Cameron Todd Willingham and the Death Penalty

I haven’t had the chance to read the article in the New Yorker Magazine by David Grann but Bob Herbert has written a powerful op-ed in today’s New York Times about Cameron Willingham’s execution by the State of Texas.

There is a long and remarkable article in the current New Yorker about a man who was executed in Texas in 2004 for deliberately setting a fire that killed his three small children. Rigorous scientific analysis has since shown that there was no evidence that the fire in a one-story, wood frame house in Corsicana was the result of arson, as the authorities had alleged.

In other words, it was an accident. No crime had occurred.

Cameron Todd Willingham, who refused to accept a guilty plea that would have spared his life, and who insisted until his last painful breath that he was innocent, had in fact been telling the truth all along.

The fire broke out on the morning of Dec. 23, 1991. Willingham was awakened by the cries of his 2-year-old daughter, Amber. Also in the house were his year-old twin girls, Karmon and Kameron. The family was poor, and Willingham’s wife, Stacy, had gone out to pick up a Christmas present for the children from the Salvation Army.

Willingham said he tried to rescue the kids but was driven back by smoke and flames. At one point his hair caught fire. As the heat intensified, the windows of the children’s room exploded and flames leapt out. Willingham, who was 23 at the time, had to be restrained and eventually handcuffed as he tried again to get into the room.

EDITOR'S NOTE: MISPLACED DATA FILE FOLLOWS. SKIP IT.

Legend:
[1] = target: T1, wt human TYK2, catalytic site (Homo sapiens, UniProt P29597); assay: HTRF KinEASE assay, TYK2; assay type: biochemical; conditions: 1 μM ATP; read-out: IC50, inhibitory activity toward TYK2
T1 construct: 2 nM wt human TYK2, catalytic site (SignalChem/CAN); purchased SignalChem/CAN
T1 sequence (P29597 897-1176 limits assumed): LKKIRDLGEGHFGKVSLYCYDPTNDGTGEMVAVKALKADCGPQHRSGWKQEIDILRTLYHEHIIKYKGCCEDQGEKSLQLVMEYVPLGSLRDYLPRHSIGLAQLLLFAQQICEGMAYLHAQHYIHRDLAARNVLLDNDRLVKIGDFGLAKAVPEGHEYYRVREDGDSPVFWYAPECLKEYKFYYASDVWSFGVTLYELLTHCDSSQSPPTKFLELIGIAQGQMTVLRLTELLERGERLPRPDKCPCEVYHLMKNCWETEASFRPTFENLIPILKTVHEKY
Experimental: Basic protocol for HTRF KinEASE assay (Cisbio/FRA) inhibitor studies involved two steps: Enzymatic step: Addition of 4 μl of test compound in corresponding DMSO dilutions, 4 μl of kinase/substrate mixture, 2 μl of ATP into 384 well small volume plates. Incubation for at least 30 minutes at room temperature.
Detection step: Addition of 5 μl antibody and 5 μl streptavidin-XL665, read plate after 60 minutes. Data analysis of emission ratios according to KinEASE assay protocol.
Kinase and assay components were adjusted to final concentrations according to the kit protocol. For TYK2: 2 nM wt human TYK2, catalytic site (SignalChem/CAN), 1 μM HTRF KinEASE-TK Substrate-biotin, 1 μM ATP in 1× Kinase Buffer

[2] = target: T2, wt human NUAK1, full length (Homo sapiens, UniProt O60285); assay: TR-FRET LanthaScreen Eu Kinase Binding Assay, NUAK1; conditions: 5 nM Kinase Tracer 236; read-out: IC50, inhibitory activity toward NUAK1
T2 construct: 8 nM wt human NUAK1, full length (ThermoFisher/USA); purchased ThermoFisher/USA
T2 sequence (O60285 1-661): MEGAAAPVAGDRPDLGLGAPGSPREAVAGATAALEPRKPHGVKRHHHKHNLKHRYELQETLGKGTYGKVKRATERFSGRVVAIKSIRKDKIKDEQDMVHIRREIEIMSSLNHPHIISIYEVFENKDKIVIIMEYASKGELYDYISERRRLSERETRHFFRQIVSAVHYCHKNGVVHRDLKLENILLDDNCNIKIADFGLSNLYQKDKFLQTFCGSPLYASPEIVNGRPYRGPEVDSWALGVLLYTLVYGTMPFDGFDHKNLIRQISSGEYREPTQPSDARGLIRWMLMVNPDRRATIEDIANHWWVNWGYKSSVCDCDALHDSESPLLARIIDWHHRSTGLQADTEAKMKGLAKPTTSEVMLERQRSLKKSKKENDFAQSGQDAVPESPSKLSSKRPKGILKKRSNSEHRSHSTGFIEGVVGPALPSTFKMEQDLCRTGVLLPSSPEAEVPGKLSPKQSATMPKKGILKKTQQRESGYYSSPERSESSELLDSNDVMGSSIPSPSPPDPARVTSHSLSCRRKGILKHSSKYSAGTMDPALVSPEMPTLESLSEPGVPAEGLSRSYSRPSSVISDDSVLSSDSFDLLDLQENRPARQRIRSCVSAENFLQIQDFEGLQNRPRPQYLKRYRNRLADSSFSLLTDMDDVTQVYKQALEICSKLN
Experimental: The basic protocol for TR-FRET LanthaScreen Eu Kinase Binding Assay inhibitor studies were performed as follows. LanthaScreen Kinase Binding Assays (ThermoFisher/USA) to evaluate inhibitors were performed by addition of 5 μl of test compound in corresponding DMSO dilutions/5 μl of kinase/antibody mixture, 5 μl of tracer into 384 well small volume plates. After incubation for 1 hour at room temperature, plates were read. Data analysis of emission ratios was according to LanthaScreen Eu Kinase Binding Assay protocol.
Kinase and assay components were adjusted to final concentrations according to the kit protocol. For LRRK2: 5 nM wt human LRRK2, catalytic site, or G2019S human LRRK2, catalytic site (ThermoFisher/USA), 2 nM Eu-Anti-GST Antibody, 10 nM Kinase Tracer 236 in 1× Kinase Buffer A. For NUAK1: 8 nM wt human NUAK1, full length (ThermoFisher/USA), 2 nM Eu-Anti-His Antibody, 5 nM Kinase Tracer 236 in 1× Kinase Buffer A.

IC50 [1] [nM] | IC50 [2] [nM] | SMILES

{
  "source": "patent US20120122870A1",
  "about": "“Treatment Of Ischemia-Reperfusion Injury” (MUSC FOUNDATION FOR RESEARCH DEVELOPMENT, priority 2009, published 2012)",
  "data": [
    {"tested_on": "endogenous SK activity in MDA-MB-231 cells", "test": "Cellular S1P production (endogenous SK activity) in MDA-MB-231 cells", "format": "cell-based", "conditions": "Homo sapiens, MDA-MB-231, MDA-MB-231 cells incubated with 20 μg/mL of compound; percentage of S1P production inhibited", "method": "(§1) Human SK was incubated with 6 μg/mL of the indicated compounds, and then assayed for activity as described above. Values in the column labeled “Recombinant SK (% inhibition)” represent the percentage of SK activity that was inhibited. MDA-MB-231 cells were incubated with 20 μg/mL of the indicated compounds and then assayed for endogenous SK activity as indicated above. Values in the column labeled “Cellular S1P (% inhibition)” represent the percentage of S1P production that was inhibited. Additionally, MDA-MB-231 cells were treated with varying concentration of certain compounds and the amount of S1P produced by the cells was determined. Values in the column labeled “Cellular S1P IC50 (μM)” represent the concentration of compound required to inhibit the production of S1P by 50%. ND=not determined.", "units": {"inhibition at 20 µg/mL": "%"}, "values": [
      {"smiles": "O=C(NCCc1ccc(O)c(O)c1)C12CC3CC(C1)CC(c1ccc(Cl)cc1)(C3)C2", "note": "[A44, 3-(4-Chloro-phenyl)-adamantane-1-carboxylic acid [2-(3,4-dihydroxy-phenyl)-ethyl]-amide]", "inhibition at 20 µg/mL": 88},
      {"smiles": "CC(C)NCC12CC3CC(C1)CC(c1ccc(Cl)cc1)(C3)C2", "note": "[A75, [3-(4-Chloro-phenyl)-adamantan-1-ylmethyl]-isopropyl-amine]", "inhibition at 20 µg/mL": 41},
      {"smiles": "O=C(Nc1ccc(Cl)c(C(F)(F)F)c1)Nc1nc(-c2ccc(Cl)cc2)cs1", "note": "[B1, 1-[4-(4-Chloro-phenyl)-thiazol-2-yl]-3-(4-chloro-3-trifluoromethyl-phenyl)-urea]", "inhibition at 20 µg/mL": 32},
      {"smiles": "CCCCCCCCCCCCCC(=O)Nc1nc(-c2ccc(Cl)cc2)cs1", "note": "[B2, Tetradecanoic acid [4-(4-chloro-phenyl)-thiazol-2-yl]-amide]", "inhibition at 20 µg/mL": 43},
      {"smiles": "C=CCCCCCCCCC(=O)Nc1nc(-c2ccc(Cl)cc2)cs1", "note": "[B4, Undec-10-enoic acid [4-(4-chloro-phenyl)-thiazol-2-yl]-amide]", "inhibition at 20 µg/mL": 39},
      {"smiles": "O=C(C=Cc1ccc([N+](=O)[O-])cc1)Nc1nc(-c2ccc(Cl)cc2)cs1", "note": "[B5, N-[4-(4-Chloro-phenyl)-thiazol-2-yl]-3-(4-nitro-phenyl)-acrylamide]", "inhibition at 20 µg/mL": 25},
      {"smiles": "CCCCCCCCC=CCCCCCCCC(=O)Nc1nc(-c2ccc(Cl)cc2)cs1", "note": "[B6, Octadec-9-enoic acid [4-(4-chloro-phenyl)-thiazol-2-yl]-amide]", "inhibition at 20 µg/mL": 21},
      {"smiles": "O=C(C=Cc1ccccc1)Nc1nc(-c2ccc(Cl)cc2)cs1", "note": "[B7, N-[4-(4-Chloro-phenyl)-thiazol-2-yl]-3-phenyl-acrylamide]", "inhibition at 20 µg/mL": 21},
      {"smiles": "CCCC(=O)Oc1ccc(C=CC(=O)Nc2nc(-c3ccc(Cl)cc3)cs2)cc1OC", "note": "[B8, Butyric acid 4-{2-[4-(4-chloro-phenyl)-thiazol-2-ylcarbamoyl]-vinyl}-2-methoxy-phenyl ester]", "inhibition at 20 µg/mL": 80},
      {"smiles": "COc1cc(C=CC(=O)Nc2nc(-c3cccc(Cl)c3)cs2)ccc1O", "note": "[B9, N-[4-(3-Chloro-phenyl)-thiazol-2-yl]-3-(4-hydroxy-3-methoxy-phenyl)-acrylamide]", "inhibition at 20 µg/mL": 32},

According to Grann and Herbert,  an incompetent arson investigator decided the fire was arson, witnesses decided that Willingham had not tried to rescue his children and there was a jailhouse snitch.   Herbert continues

Willingham was arrested and charged with capital murder.

When official suspicion fell on Willingham, eyewitness testimony began to change. Whereas initially he was described by neighbors as screaming and hysterical — “My babies are burning up!” — and desperate to have the children saved, he now was described as behaving oddly, and not having made enough of an effort to get to the girls.

And you could almost have guaranteed that a jailhouse snitch would emerge. They almost always do. This time his name was Johnny Webb, a jumpy individual with a lengthy arrest record who would later admit to being “mentally impaired” and on medication, and who had started taking illegal drugs at the age of 9.

The jury took barely an hour to return a guilty verdict, and Willingham was sentenced to death.

He remained on death row for 12 years, but it was only in the weeks leading up to his execution that convincing scientific evidence of his innocence began to emerge. A renowned scientist and arson investigator, Gerald Hurst, educated at Cambridge and widely recognized as a brilliant chemist, reviewed the evidence in the Willingham case and began systematically knocking down every indication of arson.

The authorities were unmoved. Willingham was executed by lethal injection on Feb. 17, 2004.

The fundamental problem with the death penalty is that you can’t take it back. 

Now comes a report on the case from another noted scientist, Craig Beyler, who was hired by a special commission, established by the state of Texas to investigate errors and misconduct in the handling of forensic evidence.